I was so tired. While I didn’t have a problem getting to the farm when he was ill (fear is an intense motivator!), I did have to really force myself to go see my young horse and ride after my older one had passed. It was so easy to focus on the things that had not gotten done when he was sick—spring cleaning, traveling, long-term projects.
For me, the key was going to the farm first thing in the morning, before life got busy and the day slipped away from me. If I went as soon as I woke up, there was no option to back out of hacking my little horse with excuses like "oh, I really should cook some dinner/write another article/finish this project.”
And, by riding first thing in the morning, I set a great tone for my day: I was relaxed and focused from having watched the sun rise from the back of my horse.
Make riding the first thing you do each day to prevent yourself from making getting caught up in other obligations. Or find a regular time that works best for you--a lunch break ride or after-dinner hack might fit your lifestyle best. Photo by Andrew Katsis
- Own work, Public Domain
Don’t Have a Hard-and-fast Goal
When life seems to really take its toll, it’s important to remind yourself that it’s going to be OK. Work and personal stresses can seem unsurmountable at times, but you will get through. On days when you feel particularly overwhelmed, give yourself permission to go for a ride with no concrete riding goal in mind. Any exercise you do with your horse is beneficial, and building the trust between the two of you is just as important as nailing a lead change or perfecting a turn on the haunches.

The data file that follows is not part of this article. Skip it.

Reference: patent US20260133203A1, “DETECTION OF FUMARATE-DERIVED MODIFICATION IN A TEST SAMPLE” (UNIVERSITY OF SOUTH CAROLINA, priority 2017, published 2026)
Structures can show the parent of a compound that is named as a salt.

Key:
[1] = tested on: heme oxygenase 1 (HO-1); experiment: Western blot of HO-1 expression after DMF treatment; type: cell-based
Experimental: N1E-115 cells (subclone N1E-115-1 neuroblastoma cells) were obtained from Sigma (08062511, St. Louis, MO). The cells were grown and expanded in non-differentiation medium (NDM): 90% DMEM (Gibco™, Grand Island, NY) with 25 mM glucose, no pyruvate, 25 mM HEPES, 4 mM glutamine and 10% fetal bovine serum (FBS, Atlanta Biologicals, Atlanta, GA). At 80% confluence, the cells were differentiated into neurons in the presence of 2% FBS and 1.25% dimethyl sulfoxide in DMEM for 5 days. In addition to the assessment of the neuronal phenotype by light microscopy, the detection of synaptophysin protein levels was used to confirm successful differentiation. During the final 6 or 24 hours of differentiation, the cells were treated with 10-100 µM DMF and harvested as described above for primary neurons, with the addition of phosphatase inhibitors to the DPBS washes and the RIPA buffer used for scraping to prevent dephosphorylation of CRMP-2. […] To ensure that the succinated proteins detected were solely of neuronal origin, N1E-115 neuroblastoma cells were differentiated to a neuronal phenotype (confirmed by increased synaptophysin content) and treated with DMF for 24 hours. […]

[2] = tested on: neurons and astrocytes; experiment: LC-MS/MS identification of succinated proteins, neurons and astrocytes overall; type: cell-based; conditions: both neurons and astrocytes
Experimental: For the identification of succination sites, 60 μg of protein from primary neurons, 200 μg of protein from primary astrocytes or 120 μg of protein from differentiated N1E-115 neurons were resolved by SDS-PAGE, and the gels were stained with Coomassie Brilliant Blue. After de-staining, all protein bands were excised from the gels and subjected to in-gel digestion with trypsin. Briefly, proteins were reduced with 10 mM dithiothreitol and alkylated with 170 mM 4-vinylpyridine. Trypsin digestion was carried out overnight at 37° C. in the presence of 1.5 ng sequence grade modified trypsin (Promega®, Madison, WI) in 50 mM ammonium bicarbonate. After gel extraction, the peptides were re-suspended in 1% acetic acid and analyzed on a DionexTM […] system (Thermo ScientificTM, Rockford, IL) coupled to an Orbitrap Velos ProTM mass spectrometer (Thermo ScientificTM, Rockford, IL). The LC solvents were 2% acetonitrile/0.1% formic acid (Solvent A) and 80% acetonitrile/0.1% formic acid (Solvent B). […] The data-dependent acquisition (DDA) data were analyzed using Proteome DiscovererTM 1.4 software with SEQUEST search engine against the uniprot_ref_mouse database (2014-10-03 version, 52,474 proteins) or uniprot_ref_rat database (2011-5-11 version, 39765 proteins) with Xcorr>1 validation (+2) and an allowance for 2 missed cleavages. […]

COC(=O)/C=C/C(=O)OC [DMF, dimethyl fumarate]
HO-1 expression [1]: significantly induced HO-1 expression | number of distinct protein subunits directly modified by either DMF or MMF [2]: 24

So, go for a hack around the farm, but don’t mentally check out on your horse; hone in on the beauty that is around you as you wander through the grass and by the other horses. It’s easy to get lost in this details of this life and miss the beauty that is around you, all the time. As riders, we are the truly lucky ones. We’re exposed to nature every day—don’t take that for granted. Make a point to notice the details. Watch how the sun looks as it sets over the field; observe how your horse’s coat shines from good grooming; look at how his ears flick back to you when you tell him your troubles.
Just Do It
Like any other form of exercise, sometimes you’ll just have to suck it up and DO IT to get back in the habit of riding. Forcing yourself to spend an extra hour or two at the barn can seem silly with so many other pressing issues, but it’s important to remember that the physical and mental benefits make getting back in the saddle worth it, especially if it lets you escape your troubles for a few hours.
If you’ve lost your motivation to ride, don’t worry. Even the most dedicated riders can lose their desire to ride at some point, whether for a few weeks or a few months. Try some different tactics to help get you to the barn and kick start you inclination to get back in the saddle—pretty soon you’ll be wondering how you ever contemplated not riding!
Sarah Coleman has a soft spot for chestnuts
with chrome, including her off-the-track Thoroughbred that she competes
in the hunters. Based in Lexington, Ky., she is the Director of
Education and Development for New Vocations Racehorse Adoption Program.
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Get Motivated to Ride